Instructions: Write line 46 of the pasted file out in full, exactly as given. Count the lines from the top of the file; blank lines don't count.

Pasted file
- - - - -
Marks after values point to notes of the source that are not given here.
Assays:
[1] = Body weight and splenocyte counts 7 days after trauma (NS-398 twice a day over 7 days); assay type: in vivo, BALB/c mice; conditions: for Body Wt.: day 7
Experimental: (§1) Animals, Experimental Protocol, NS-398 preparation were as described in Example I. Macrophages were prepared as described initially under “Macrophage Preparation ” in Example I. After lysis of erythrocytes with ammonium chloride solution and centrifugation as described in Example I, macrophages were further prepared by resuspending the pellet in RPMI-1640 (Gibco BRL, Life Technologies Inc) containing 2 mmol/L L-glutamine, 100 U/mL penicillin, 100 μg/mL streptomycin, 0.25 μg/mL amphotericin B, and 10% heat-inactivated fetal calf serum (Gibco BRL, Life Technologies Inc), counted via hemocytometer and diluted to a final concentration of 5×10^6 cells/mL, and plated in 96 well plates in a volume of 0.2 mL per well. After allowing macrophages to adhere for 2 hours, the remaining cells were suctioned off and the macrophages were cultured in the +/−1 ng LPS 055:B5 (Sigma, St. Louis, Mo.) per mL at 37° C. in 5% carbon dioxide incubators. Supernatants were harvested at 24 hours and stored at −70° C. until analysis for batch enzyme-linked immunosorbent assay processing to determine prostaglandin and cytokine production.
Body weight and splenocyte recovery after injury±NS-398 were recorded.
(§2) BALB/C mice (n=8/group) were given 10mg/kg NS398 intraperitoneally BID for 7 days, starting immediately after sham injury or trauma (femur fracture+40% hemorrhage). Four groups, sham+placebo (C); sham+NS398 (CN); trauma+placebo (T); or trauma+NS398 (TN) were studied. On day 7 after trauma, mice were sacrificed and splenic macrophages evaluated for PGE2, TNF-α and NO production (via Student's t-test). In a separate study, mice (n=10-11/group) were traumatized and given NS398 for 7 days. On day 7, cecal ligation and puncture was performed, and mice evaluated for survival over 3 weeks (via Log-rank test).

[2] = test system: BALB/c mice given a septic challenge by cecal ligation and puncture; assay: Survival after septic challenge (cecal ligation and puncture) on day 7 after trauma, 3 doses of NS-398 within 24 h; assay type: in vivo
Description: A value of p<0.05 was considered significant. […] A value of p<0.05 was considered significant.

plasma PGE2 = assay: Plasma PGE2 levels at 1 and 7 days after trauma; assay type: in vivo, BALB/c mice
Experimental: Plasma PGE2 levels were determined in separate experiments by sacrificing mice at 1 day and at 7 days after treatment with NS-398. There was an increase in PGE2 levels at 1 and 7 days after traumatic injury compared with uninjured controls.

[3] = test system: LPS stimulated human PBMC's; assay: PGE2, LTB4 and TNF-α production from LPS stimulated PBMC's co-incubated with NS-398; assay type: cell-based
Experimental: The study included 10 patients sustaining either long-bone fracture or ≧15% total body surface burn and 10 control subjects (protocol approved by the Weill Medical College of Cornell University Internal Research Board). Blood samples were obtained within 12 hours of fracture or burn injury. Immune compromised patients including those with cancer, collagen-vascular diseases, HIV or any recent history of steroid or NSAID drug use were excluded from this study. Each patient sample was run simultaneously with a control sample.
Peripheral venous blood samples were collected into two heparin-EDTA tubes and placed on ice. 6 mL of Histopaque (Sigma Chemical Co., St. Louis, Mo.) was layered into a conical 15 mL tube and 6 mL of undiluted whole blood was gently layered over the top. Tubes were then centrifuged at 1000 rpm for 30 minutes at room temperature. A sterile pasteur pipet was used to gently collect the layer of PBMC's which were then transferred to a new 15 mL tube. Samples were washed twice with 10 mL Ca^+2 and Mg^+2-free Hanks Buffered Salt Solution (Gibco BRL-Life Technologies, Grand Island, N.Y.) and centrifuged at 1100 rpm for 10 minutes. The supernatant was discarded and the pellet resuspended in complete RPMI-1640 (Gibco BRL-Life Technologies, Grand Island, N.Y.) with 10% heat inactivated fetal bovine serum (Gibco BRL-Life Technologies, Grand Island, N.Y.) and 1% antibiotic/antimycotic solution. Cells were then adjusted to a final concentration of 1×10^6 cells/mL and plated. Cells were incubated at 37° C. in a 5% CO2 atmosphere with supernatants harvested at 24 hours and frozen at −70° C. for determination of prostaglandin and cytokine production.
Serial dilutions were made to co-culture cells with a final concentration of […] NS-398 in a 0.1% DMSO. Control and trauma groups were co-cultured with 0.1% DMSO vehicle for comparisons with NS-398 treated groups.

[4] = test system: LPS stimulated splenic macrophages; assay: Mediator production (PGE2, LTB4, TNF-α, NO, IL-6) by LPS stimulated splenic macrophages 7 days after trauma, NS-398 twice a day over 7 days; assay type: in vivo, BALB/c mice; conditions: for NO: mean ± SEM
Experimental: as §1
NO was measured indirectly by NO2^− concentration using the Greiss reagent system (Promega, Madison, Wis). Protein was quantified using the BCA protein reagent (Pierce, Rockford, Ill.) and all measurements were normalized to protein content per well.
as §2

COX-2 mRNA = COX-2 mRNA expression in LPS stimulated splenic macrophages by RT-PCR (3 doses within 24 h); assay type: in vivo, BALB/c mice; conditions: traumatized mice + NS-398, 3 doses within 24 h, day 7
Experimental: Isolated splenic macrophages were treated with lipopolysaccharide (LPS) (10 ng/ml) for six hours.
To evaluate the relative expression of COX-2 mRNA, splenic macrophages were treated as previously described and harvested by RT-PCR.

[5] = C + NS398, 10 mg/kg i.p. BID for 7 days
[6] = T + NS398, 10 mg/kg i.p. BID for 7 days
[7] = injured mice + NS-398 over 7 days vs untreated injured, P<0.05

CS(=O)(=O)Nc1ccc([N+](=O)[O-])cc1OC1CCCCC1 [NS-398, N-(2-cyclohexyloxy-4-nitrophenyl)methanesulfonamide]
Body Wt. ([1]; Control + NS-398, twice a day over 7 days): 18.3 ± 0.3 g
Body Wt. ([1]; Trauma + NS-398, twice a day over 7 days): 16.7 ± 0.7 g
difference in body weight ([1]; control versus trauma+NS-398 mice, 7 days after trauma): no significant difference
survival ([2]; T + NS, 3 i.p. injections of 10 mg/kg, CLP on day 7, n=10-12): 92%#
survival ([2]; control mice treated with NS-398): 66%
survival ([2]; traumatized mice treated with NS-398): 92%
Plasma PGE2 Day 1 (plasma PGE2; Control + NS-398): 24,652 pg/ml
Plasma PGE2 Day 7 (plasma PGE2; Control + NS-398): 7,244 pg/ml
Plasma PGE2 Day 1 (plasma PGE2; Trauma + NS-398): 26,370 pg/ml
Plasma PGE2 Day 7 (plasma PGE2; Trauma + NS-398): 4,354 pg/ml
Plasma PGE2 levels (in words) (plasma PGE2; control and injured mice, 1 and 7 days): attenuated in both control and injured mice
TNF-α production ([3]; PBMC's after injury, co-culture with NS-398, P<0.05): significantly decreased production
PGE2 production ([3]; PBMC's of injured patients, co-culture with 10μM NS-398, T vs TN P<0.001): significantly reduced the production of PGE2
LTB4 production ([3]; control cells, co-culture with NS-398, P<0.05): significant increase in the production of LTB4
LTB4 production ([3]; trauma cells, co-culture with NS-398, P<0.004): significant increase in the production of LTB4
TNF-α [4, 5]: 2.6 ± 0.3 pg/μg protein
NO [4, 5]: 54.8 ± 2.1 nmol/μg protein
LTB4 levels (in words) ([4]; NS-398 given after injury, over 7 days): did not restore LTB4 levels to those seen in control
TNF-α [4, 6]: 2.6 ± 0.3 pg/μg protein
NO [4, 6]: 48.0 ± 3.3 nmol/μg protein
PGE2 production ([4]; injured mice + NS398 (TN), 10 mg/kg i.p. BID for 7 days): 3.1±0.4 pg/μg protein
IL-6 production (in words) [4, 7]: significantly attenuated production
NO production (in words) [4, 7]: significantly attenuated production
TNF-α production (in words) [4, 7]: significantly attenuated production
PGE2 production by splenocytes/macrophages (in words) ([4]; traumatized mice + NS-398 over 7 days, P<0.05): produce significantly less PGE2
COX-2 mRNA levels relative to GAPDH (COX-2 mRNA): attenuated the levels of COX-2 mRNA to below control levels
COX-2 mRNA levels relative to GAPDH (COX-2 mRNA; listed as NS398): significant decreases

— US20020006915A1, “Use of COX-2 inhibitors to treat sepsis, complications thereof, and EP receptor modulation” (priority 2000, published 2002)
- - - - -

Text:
PGE2 production ([4]; injured mice + NS398 (TN), 10 mg/kg i.p. BID for 7 days): 3.1±0.4 pg/μg protein